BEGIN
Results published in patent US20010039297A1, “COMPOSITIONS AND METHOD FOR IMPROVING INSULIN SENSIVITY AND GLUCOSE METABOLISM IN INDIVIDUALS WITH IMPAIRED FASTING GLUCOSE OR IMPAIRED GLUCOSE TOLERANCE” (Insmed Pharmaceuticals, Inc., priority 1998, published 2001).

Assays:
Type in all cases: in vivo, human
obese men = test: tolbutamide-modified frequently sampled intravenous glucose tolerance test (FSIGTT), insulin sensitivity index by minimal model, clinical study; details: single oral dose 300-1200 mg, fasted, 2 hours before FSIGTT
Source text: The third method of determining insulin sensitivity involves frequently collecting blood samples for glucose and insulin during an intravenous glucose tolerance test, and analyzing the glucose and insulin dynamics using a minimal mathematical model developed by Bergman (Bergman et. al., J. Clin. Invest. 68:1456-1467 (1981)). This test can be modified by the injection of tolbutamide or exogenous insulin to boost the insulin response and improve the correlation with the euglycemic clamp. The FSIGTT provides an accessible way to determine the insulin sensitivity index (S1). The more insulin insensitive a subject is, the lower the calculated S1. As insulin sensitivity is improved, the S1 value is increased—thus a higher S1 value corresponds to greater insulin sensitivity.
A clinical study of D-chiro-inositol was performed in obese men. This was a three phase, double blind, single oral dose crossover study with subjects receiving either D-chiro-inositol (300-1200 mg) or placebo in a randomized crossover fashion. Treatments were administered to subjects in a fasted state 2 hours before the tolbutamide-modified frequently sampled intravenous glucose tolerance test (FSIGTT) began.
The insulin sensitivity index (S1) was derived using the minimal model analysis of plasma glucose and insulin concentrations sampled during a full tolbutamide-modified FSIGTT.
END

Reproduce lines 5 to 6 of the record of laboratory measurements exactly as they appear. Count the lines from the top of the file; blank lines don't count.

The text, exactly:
Source text: The third method of determining insulin sensitivity involves frequently collecting blood samples for glucose and insulin during an intravenous glucose tolerance test, and analyzing the glucose and insulin dynamics using a minimal mathematical model developed by Bergman (Bergman et. al., J. Clin. Invest. 68:1456-1467 (1981)). This test can be modified by the injection of tolbutamide or exogenous insulin to boost the insulin response and improve the correlation with the euglycemic clamp. The FSIGTT provides an accessible way to determine the insulin sensitivity index (S1). The more insulin insensitive a subject is, the lower the calculated S1. As insulin sensitivity is improved, the S1 value is increased—thus a higher S1 value corresponds to greater insulin sensitivity.
A clinical study of D-chiro-inositol was performed in obese men. This was a three phase, double blind, single oral dose crossover study with subjects receiving either D-chiro-inositol (300-1200 mg) or placebo in a randomized crossover fashion. Treatments were administered to subjects in a fasted state 2 hours before the tolbutamide-modified frequently sampled intravenous glucose tolerance test (FSIGTT) began.